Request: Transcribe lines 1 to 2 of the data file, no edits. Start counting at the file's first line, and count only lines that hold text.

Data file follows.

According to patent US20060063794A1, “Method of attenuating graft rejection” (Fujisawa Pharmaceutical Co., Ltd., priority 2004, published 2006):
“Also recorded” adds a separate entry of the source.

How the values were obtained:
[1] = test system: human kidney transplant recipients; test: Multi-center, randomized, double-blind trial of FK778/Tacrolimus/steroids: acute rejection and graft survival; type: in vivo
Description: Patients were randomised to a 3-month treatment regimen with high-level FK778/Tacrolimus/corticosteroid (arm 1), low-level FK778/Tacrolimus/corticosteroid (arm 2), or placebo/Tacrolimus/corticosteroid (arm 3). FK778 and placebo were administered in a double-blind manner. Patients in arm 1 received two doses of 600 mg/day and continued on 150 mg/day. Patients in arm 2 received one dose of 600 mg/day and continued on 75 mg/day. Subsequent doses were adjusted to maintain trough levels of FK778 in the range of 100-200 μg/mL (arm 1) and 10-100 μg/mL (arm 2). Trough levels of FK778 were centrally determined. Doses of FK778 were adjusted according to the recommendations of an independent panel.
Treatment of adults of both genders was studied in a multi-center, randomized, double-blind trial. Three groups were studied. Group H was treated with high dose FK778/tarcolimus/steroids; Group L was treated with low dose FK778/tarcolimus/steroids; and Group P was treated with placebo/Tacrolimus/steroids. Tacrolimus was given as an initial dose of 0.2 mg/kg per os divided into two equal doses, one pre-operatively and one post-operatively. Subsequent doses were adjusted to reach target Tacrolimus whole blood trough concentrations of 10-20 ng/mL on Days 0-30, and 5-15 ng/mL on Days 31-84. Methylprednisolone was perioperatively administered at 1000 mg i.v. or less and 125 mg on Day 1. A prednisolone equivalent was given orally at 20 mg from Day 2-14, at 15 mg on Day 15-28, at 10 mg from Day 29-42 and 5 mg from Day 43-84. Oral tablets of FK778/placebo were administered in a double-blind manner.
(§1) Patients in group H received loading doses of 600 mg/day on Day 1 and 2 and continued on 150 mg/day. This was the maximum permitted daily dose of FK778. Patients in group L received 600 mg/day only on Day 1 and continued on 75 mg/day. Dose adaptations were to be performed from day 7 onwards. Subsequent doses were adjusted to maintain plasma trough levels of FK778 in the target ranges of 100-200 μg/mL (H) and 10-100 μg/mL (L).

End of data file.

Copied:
According to patent US20060063794A1, “Method of attenuating graft rejection” (Fujisawa Pharmaceutical Co., Ltd., priority 2004, published 2006):
“Also recorded” adds a separate entry of the source.